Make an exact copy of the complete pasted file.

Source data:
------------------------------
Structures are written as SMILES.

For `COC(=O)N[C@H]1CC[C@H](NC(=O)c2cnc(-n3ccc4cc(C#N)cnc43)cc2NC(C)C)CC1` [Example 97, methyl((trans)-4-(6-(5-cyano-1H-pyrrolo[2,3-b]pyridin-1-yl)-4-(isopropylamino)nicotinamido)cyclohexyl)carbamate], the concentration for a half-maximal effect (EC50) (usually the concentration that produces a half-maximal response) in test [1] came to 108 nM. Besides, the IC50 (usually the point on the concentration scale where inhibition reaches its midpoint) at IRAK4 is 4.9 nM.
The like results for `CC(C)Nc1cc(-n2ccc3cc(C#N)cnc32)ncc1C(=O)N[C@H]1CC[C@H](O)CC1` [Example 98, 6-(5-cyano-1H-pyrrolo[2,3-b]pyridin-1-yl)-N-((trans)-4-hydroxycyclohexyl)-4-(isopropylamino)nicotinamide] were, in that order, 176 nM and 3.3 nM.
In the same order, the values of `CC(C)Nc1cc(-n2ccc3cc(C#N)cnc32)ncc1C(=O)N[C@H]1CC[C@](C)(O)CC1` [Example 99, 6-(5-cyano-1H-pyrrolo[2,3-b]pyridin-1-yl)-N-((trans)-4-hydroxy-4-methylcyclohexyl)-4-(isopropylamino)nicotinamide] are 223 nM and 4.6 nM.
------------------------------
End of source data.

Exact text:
Structures are written as SMILES.

For `COC(=O)N[C@H]1CC[C@H](NC(=O)c2cnc(-n3ccc4cc(C#N)cnc43)cc2NC(C)C)CC1` [Example 97, methyl((trans)-4-(6-(5-cyano-1H-pyrrolo[2,3-b]pyridin-1-yl)-4-(isopropylamino)nicotinamido)cyclohexyl)carbamate], the concentration for a half-maximal effect (EC50) (usually the concentration that produces a half-maximal response) in test [1] came to 108 nM. Besides, the IC50 (usually the point on the concentration scale where inhibition reaches its midpoint) at IRAK4 is 4.9 nM.
The like results for `CC(C)Nc1cc(-n2ccc3cc(C#N)cnc32)ncc1C(=O)N[C@H]1CC[C@H](O)CC1` [Example 98, 6-(5-cyano-1H-pyrrolo[2,3-b]pyridin-1-yl)-N-((trans)-4-hydroxycyclohexyl)-4-(isopropylamino)nicotinamide] were, in that order, 176 nM and 3.3 nM.
In the same order, the values of `CC(C)Nc1cc(-n2ccc3cc(C#N)cnc32)ncc1C(=O)N[C@H]1CC[C@](C)(O)CC1` [Example 99, 6-(5-cyano-1H-pyrrolo[2,3-b]pyridin-1-yl)-N-((trans)-4-hydroxy-4-methylcyclohexyl)-4-(isopropylamino)nicotinamide] are 223 nM and 4.6 nM.